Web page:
Ten New Songs

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Ten New Songs
Studio album by
ReleasedOctober 9, 2001
Recordedlate 1999 – mid 2001
mixed at
Still Life Studios,[1] Los Angeles;
Small Mercies studio,[2] Hollywood
GenreContemporary folk, soft rock
ProducerSharon Robinson
Leonard Cohen chronology
Field Commander Cohen: Tour of 1979
Ten New Songs
The Essential Leonard Cohen

Ten New Songs is Leonard Cohen's tenth studio album, released in 2001. It was co-written and produced by Sharon Robinson. It was produced in Cohen's and Robinson's home studios in Los Angeles. It was also his first album in nearly 10 years. The album peaked at #143 on the Billboard 200, #4 in Canada (where it went platinum), #1 in Poland[3] (where it went platinum) and #1 in Norway.


After successfully touring behind the award-winning album The Future, Cohen was awarded a Governor General's Performance Arts Award for his contribution to Canadian music in 1993 and was the subject of an hour-long CBC Radio retrospective called The Gospel According to Leonard Cohen. Cohen also published a collection of poems and songs called Stranger Music and released his second live album Cohen Live in 1994.

That same year, Cohen unexpectedly retreated to the Mt. Baldy Zen Center near Los Angeles to spend time with his Zen Master Joshu Sasaki, or Roshi, a sabbatical that would last five years. In 2001 the singer explained to Mojo's Sylvie Simmons, "Well, I was always going off the deep end, so it was no radical departure. When I finished my tour in '93 I was approaching the age of 60 and my old friend and teacher Roshi was approaching the age of 90, and I thought it would be the right moment to spend some more time with him...I wasn't looking for a new religion or another list of dogma."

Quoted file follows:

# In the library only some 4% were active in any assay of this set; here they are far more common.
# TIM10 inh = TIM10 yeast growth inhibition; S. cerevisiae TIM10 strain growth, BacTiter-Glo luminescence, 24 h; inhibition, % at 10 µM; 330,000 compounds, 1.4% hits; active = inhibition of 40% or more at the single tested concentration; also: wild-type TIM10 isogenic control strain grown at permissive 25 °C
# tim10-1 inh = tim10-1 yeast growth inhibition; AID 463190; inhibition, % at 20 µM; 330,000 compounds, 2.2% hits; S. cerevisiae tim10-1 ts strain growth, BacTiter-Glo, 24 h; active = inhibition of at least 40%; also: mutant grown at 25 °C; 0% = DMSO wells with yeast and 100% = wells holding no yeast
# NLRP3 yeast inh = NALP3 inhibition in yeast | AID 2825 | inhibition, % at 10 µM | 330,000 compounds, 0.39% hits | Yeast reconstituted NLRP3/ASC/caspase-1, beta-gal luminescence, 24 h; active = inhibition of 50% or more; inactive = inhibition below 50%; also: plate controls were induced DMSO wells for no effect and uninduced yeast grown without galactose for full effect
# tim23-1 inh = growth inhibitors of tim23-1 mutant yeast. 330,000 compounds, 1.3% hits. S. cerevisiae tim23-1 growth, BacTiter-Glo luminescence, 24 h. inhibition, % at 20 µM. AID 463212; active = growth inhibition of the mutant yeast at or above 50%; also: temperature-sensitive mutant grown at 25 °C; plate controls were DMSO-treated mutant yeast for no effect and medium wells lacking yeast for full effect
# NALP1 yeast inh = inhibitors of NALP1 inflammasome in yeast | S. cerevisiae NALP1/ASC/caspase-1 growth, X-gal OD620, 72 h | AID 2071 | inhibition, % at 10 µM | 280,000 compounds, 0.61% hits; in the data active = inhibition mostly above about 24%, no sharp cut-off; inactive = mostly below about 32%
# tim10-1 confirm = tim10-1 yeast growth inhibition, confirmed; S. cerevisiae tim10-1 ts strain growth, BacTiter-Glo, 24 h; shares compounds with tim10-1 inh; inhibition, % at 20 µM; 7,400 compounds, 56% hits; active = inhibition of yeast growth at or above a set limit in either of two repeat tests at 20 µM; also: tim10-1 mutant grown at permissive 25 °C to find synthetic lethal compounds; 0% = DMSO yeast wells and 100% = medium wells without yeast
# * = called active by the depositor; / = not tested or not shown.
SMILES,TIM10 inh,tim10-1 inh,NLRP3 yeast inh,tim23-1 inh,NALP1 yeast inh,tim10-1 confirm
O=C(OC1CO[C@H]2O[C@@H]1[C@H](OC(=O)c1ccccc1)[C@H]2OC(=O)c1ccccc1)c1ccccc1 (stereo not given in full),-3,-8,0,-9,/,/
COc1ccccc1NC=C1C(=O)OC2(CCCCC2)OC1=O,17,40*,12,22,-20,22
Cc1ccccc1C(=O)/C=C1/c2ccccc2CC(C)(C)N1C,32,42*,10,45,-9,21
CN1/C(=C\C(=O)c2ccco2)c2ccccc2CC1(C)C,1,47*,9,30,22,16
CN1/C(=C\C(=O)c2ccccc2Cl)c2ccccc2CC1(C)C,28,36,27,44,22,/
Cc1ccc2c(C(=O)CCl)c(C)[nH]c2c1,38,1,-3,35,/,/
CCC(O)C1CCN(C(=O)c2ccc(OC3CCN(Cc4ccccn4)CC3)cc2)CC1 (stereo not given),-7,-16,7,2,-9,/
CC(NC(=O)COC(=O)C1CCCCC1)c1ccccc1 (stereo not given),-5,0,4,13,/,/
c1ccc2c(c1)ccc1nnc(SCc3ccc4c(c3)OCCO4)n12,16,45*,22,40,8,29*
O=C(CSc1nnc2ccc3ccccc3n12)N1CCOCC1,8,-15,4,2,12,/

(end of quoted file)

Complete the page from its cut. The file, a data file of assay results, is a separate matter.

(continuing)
Cohen has stated in numerous interviews that throughout the success of the I'm Your Man and The Future tours, he remained desperately unhappy; in the book Leonard Cohen: A Remarkable Life, biographer Anthony Reynolds quotes the singer: "I'd been drinking three bottles of wine a night on the tour and one of the things I was looking for was a rest...I didn't know what else to do."

Interest in Cohen only grew, however, with a tribute album called Tower of Song being released in 1995. According to Ira Nadel's 1996 Cohen memoir Various Positions: A Life of Leonard Cohen, Cohen flirted with the idea of recording an album of 14 short songs during this period, but eventually scrapped the project. (One song, "Never Any Good," would turn up on the 1997 release More Best of Leonard Cohen.) In June 1999, Cohen returned to his L.A. duplex to live with his daughter and began collaborating with Sharon Robinson (co-writer of "Everybody Knows" and "Waiting for the Miracle") on what would become Ten New Songs.

Recording and composition[edit]

Robinson produced, co-arranged, co-wrote and sang on Ten New Songs, making it a true collaboration. Cohen gave Robinson some lyrics he had written and she built the music around them. Cohen was so impressed with Robinson's demos that she ended up singing all the songs with him, including several leads. "At his insistence", Robinson clarified to Mojo's Sylvie Simmons. "It's ironic, isn't it, that the man who's got this voice that women swoon over just wants to hide it away?" The album was recorded by Robinson and Cohen in near isolation, with Leanne Ungar engineering and Bob Metzger adding guitar to the LP's first single, "In My Secret Life". In 2010, Robinson spoke about the recording with Cohen biographer Anthony Reynolds:

The way the album came about is linked to the actual sound of it. The album had a unique path and it wasn't done in the way an album is normally done. It was also recorded pretty much in the order it plays in...The recording was some kind of extension of his time at Mount Baldy. He was still very reclusive during this time...I would initially sing and play everything, at the time not knowing if we were bringing in other musicians or singers. Of course as it turned out, we didn't so my voice stayed because Leonard liked what he was hearing.